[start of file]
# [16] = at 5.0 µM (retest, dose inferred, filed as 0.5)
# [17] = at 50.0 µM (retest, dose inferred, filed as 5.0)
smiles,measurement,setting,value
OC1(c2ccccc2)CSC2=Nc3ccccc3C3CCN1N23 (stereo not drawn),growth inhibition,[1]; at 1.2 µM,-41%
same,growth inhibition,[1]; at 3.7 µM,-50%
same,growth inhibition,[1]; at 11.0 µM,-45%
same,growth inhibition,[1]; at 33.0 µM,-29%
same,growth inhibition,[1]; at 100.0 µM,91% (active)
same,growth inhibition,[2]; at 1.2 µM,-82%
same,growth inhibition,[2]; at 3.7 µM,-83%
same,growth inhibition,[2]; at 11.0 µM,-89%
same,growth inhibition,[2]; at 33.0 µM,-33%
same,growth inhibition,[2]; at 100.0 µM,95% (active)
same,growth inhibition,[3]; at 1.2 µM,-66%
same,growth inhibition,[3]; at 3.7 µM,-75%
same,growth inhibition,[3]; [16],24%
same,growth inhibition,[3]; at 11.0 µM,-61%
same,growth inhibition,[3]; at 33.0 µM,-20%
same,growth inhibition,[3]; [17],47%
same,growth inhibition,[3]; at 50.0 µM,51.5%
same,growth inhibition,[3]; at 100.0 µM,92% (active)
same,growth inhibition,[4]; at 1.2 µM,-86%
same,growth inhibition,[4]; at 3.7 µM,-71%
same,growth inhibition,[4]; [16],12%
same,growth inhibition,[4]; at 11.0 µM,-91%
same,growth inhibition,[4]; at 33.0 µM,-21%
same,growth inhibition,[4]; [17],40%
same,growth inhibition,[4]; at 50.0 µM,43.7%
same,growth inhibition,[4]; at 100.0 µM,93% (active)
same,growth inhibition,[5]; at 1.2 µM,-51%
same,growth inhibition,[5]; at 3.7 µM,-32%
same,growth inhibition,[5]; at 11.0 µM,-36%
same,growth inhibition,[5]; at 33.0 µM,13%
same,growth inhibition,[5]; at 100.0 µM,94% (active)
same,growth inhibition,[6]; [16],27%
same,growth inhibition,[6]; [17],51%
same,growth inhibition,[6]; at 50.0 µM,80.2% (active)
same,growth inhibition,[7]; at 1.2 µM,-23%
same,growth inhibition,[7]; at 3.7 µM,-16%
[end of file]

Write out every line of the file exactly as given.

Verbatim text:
# [16] = at 5.0 µM (retest, dose inferred, filed as 0.5)
# [17] = at 50.0 µM (retest, dose inferred, filed as 5.0)
smiles,measurement,setting,value
OC1(c2ccccc2)CSC2=Nc3ccccc3C3CCN1N23 (stereo not drawn),growth inhibition,[1]; at 1.2 µM,-41%
same,growth inhibition,[1]; at 3.7 µM,-50%
same,growth inhibition,[1]; at 11.0 µM,-45%
same,growth inhibition,[1]; at 33.0 µM,-29%
same,growth inhibition,[1]; at 100.0 µM,91% (active)
same,growth inhibition,[2]; at 1.2 µM,-82%
same,growth inhibition,[2]; at 3.7 µM,-83%
same,growth inhibition,[2]; at 11.0 µM,-89%
same,growth inhibition,[2]; at 33.0 µM,-33%
same,growth inhibition,[2]; at 100.0 µM,95% (active)
same,growth inhibition,[3]; at 1.2 µM,-66%
same,growth inhibition,[3]; at 3.7 µM,-75%
same,growth inhibition,[3]; [16],24%
same,growth inhibition,[3]; at 11.0 µM,-61%
same,growth inhibition,[3]; at 33.0 µM,-20%
same,growth inhibition,[3]; [17],47%
same,growth inhibition,[3]; at 50.0 µM,51.5%
same,growth inhibition,[3]; at 100.0 µM,92% (active)
same,growth inhibition,[4]; at 1.2 µM,-86%
same,growth inhibition,[4]; at 3.7 µM,-71%
same,growth inhibition,[4]; [16],12%
same,growth inhibition,[4]; at 11.0 µM,-91%
same,growth inhibition,[4]; at 33.0 µM,-21%
same,growth inhibition,[4]; [17],40%
same,growth inhibition,[4]; at 50.0 µM,43.7%
same,growth inhibition,[4]; at 100.0 µM,93% (active)
same,growth inhibition,[5]; at 1.2 µM,-51%
same,growth inhibition,[5]; at 3.7 µM,-32%
same,growth inhibition,[5]; at 11.0 µM,-36%
same,growth inhibition,[5]; at 33.0 µM,13%
same,growth inhibition,[5]; at 100.0 µM,94% (active)
same,growth inhibition,[6]; [16],27%
same,growth inhibition,[6]; [17],51%
same,growth inhibition,[6]; at 50.0 µM,80.2% (active)
same,growth inhibition,[7]; at 1.2 µM,-23%
same,growth inhibition,[7]; at 3.7 µM,-16%